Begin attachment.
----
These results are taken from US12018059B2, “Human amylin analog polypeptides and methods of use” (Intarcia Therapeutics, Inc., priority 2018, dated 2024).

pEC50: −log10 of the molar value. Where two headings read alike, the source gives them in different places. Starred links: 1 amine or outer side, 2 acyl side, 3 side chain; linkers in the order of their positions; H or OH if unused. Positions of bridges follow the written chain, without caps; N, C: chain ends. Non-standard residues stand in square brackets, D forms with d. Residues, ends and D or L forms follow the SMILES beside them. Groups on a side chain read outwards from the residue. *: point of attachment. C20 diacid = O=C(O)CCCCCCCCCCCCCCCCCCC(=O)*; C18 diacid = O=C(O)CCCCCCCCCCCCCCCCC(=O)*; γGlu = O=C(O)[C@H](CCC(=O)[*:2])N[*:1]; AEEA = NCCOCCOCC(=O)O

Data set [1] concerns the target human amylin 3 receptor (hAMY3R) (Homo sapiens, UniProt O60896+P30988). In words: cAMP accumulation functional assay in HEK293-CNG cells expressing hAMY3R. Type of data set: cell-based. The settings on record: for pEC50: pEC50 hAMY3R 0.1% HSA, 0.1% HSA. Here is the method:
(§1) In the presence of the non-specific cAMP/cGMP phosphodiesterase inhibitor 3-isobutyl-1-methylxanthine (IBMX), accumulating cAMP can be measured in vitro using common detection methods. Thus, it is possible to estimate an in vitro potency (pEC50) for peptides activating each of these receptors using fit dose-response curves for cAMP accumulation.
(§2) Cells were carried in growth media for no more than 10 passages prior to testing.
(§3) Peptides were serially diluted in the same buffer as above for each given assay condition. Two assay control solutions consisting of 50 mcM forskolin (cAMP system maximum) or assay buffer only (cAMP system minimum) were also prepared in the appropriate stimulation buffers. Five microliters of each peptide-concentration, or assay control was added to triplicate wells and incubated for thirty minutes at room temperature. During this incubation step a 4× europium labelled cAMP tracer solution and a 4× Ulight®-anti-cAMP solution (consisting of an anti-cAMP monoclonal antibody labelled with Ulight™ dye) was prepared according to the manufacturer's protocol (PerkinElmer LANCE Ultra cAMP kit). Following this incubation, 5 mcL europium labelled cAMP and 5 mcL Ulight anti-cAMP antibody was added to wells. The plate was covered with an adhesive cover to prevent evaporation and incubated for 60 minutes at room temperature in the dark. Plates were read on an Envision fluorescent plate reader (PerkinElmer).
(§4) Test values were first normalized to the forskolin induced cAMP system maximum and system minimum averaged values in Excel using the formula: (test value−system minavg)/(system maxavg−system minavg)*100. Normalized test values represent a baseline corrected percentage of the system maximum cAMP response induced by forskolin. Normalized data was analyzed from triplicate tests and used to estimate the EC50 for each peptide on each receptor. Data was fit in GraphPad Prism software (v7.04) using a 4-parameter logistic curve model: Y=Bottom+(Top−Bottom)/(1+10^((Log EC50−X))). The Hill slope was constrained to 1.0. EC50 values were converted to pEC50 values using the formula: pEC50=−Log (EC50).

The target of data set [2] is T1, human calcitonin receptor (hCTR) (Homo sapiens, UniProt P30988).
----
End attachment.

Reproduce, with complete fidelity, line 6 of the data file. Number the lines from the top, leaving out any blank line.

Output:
(§3) Peptides were serially diluted in the same buffer as above for each given assay condition. Two assay control solutions consisting of 50 mcM forskolin (cAMP system maximum) or assay buffer only (cAMP system minimum) were also prepared in the appropriate stimulation buffers. Five microliters of each peptide-concentration, or assay control was added to triplicate wells and incubated for thirty minutes at room temperature. During this incubation step a 4× europium labelled cAMP tracer solution and a 4× Ulight®-anti-cAMP solution (consisting of an anti-cAMP monoclonal antibody labelled with Ulight™ dye) was prepared according to the manufacturer's protocol (PerkinElmer LANCE Ultra cAMP kit). Following this incubation, 5 mcL europium labelled cAMP and 5 mcL Ulight anti-cAMP antibody was added to wells. The plate was covered with an adhesive cover to prevent evaporation and incubated for 60 minutes at room temperature in the dark. Plates were read on an Envision fluorescent plate reader (PerkinElmer).